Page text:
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Automatic Tagging of Communication Data

Automatic Tagging of Communication Data

Date: August 2012
Creator: Hoyt, Matthew Ray
Description: Globally distributed software teams are widespread throughout industry. But finding reliable methods that can properly assess a team's activities is a real challenge. Methods such as surveys and manual coding of activities are too time consuming and are often unreliable. Recent advances in information retrieval and linguistics, however, suggest that automated and/or semi-automated text classification algorithms could be an effective way of finding differences in the communication patterns among individuals and groups. Communication among group members is frequent and generates a significant amount of data. Thus having a web-based tool that can automatically analyze the communication patterns among global software teams could lead to a better understanding of group performance. The goal of this thesis, therefore, is to compare automatic and semi-automatic measures of communication and evaluate their effectiveness in classifying different types of group activities that occur within a global software development project. In order to achieve this goal, we developed a web-based component that can be used to help clean and classify communication activities. The component was then used to compare different automated text classification techniques on various group activities to determine their effectiveness in correctly classifying data from a global software development team project.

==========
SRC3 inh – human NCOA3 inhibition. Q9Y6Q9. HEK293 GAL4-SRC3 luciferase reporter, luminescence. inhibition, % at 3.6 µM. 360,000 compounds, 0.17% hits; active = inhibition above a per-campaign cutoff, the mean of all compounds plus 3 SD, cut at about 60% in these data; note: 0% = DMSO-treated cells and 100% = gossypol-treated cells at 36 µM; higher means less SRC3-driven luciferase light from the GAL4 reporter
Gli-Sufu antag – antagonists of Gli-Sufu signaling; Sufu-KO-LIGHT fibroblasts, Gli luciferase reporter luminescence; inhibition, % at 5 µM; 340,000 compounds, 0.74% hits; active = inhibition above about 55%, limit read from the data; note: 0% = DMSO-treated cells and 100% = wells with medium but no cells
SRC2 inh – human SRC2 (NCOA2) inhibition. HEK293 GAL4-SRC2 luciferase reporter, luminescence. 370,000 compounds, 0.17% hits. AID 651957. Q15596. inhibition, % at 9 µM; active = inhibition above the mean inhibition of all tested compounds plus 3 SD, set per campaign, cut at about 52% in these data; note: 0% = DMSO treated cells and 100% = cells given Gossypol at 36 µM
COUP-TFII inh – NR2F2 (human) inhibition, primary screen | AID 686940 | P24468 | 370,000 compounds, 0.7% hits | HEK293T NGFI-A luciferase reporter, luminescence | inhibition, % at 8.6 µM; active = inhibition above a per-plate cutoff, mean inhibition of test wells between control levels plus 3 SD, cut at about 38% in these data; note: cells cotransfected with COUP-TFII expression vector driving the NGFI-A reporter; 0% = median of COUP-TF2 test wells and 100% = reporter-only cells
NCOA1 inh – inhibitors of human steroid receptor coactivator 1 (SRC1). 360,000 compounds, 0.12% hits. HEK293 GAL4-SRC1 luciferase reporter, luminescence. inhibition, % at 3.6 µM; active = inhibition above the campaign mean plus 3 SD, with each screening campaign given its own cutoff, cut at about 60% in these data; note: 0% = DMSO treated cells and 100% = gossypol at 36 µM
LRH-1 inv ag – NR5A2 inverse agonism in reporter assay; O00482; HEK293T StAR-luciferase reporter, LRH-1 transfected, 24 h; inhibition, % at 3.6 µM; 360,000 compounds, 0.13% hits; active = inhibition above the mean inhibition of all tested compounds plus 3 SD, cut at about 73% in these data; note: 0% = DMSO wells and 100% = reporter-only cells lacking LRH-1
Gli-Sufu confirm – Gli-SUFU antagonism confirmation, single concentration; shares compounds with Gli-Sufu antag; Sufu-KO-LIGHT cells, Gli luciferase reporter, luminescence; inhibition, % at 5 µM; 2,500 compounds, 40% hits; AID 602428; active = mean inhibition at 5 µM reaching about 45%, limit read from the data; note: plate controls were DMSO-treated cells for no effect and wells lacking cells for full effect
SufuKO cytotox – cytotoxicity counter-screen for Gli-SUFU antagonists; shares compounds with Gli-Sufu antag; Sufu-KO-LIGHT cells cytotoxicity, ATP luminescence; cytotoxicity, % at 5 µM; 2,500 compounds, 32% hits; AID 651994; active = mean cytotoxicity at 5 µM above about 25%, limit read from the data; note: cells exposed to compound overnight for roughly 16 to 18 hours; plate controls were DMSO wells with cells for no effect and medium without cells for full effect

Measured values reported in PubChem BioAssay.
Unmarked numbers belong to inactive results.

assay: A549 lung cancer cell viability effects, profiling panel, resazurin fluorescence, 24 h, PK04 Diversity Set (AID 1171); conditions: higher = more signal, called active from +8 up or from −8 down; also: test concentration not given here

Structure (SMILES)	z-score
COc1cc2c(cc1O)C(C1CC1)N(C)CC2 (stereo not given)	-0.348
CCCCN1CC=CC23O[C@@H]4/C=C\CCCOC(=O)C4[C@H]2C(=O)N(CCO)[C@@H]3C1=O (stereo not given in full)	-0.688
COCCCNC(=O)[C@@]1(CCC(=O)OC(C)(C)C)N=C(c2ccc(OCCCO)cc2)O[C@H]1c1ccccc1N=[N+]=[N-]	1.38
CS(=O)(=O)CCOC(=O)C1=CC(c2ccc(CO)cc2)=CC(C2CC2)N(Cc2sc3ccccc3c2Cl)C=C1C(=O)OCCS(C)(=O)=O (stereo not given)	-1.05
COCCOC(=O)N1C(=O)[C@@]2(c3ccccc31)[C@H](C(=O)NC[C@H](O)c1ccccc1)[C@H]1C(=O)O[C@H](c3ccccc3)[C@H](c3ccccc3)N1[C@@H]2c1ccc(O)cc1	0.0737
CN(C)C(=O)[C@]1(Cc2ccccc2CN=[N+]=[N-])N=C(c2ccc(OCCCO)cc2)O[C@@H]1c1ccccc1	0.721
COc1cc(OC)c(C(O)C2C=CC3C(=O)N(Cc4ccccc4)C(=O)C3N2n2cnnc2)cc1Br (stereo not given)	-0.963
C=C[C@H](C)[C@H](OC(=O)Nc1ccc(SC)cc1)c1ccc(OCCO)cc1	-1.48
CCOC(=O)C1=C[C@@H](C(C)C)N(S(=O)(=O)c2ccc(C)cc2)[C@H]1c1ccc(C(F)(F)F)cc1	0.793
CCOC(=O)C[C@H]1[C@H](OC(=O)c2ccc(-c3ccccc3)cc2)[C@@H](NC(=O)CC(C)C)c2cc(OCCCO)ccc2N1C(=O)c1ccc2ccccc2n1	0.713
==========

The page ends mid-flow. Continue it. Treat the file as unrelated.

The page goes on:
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Autonomic Failure Identification and Diagnosis for Building Dependable Cloud Computing Systems